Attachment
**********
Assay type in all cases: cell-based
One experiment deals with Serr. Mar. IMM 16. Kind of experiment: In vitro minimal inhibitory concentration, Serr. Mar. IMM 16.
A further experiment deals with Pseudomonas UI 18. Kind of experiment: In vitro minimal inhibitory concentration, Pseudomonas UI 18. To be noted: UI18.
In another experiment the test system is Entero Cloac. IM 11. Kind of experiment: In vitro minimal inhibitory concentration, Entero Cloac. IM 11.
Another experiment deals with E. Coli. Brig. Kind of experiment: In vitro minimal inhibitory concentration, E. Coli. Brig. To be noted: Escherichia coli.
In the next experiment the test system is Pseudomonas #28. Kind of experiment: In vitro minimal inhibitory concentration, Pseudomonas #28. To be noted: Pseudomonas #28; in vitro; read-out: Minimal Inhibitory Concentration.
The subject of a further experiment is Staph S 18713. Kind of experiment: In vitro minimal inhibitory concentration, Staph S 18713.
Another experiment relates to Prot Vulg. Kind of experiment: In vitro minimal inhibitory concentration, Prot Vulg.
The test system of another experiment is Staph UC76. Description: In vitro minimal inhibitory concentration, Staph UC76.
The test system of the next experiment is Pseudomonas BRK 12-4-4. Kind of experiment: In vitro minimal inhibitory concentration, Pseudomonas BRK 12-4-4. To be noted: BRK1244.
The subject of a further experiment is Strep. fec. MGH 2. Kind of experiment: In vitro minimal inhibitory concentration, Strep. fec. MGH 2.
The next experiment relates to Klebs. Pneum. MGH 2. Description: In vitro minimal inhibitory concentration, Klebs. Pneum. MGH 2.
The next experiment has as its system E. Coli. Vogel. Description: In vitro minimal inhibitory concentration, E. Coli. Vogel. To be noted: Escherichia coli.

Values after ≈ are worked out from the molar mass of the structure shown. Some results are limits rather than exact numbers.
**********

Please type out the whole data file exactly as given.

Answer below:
Assay type in all cases: cell-based
One experiment deals with Serr. Mar. IMM 16. Kind of experiment: In vitro minimal inhibitory concentration, Serr. Mar. IMM 16.
A further experiment deals with Pseudomonas UI 18. Kind of experiment: In vitro minimal inhibitory concentration, Pseudomonas UI 18. To be noted: UI18.
In another experiment the test system is Entero Cloac. IM 11. Kind of experiment: In vitro minimal inhibitory concentration, Entero Cloac. IM 11.
Another experiment deals with E. Coli. Brig. Kind of experiment: In vitro minimal inhibitory concentration, E. Coli. Brig. To be noted: Escherichia coli.
In the next experiment the test system is Pseudomonas #28. Kind of experiment: In vitro minimal inhibitory concentration, Pseudomonas #28. To be noted: Pseudomonas #28; in vitro; read-out: Minimal Inhibitory Concentration.
The subject of a further experiment is Staph S 18713. Kind of experiment: In vitro minimal inhibitory concentration, Staph S 18713.
Another experiment relates to Prot Vulg. Kind of experiment: In vitro minimal inhibitory concentration, Prot Vulg.
The test system of another experiment is Staph UC76. Description: In vitro minimal inhibitory concentration, Staph UC76.
The test system of the next experiment is Pseudomonas BRK 12-4-4. Kind of experiment: In vitro minimal inhibitory concentration, Pseudomonas BRK 12-4-4. To be noted: BRK1244.
The subject of a further experiment is Strep. fec. MGH 2. Kind of experiment: In vitro minimal inhibitory concentration, Strep. fec. MGH 2.
The next experiment relates to Klebs. Pneum. MGH 2. Description: In vitro minimal inhibitory concentration, Klebs. Pneum. MGH 2.
The next experiment has as its system E. Coli. Vogel. Description: In vitro minimal inhibitory concentration, E. Coli. Vogel. To be noted: Escherichia coli.

Values after ≈ are worked out from the molar mass of the structure shown. Some results are limits rather than exact numbers.